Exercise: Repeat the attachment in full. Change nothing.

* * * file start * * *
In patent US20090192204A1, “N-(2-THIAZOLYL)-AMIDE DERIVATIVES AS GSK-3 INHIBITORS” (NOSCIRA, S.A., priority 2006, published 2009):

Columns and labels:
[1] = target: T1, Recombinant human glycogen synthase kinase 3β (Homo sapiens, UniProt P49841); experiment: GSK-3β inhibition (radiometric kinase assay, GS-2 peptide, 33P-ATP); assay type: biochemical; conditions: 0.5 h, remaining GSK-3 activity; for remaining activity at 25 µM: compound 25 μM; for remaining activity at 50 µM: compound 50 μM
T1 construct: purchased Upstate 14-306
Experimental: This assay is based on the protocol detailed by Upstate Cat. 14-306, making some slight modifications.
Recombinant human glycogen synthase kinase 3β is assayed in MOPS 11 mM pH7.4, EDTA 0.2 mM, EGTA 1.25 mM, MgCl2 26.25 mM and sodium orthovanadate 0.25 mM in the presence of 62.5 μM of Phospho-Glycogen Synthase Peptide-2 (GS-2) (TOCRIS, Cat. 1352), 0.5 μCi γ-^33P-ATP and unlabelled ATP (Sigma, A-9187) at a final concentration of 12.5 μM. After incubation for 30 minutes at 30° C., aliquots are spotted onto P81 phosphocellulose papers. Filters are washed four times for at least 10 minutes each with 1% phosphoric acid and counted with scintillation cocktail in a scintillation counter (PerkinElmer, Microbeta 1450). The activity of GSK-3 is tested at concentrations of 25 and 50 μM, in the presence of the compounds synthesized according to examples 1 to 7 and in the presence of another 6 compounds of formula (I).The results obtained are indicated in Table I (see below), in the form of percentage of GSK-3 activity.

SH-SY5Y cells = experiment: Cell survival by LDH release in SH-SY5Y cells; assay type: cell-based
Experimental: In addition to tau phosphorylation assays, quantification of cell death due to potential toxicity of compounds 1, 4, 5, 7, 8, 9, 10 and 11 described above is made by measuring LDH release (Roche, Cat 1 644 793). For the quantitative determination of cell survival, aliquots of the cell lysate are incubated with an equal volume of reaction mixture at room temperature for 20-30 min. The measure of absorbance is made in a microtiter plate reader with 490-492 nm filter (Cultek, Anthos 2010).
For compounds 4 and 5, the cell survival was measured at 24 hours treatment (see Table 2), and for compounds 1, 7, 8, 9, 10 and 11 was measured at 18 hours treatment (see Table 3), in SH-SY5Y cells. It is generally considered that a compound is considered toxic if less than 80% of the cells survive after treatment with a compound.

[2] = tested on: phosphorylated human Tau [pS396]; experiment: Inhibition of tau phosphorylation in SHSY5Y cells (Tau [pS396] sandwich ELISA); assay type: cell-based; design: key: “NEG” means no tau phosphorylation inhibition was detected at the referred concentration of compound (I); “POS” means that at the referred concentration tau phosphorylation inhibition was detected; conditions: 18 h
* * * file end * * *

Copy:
In patent US20090192204A1, “N-(2-THIAZOLYL)-AMIDE DERIVATIVES AS GSK-3 INHIBITORS” (NOSCIRA, S.A., priority 2006, published 2009):

Columns and labels:
[1] = target: T1, Recombinant human glycogen synthase kinase 3β (Homo sapiens, UniProt P49841); experiment: GSK-3β inhibition (radiometric kinase assay, GS-2 peptide, 33P-ATP); assay type: biochemical; conditions: 0.5 h, remaining GSK-3 activity; for remaining activity at 25 µM: compound 25 μM; for remaining activity at 50 µM: compound 50 μM
T1 construct: purchased Upstate 14-306
Experimental: This assay is based on the protocol detailed by Upstate Cat. 14-306, making some slight modifications.
Recombinant human glycogen synthase kinase 3β is assayed in MOPS 11 mM pH7.4, EDTA 0.2 mM, EGTA 1.25 mM, MgCl2 26.25 mM and sodium orthovanadate 0.25 mM in the presence of 62.5 μM of Phospho-Glycogen Synthase Peptide-2 (GS-2) (TOCRIS, Cat. 1352), 0.5 μCi γ-^33P-ATP and unlabelled ATP (Sigma, A-9187) at a final concentration of 12.5 μM. After incubation for 30 minutes at 30° C., aliquots are spotted onto P81 phosphocellulose papers. Filters are washed four times for at least 10 minutes each with 1% phosphoric acid and counted with scintillation cocktail in a scintillation counter (PerkinElmer, Microbeta 1450). The activity of GSK-3 is tested at concentrations of 25 and 50 μM, in the presence of the compounds synthesized according to examples 1 to 7 and in the presence of another 6 compounds of formula (I).The results obtained are indicated in Table I (see below), in the form of percentage of GSK-3 activity.

SH-SY5Y cells = experiment: Cell survival by LDH release in SH-SY5Y cells; assay type: cell-based
Experimental: In addition to tau phosphorylation assays, quantification of cell death due to potential toxicity of compounds 1, 4, 5, 7, 8, 9, 10 and 11 described above is made by measuring LDH release (Roche, Cat 1 644 793). For the quantitative determination of cell survival, aliquots of the cell lysate are incubated with an equal volume of reaction mixture at room temperature for 20-30 min. The measure of absorbance is made in a microtiter plate reader with 490-492 nm filter (Cultek, Anthos 2010).
For compounds 4 and 5, the cell survival was measured at 24 hours treatment (see Table 2), and for compounds 1, 7, 8, 9, 10 and 11 was measured at 18 hours treatment (see Table 3), in SH-SY5Y cells. It is generally considered that a compound is considered toxic if less than 80% of the cells survive after treatment with a compound.

[2] = tested on: phosphorylated human Tau [pS396]; experiment: Inhibition of tau phosphorylation in SHSY5Y cells (Tau [pS396] sandwich ELISA); assay type: cell-based; design: key: “NEG” means no tau phosphorylation inhibition was detected at the referred concentration of compound (I); “POS” means that at the referred concentration tau phosphorylation inhibition was detected; conditions: 18 h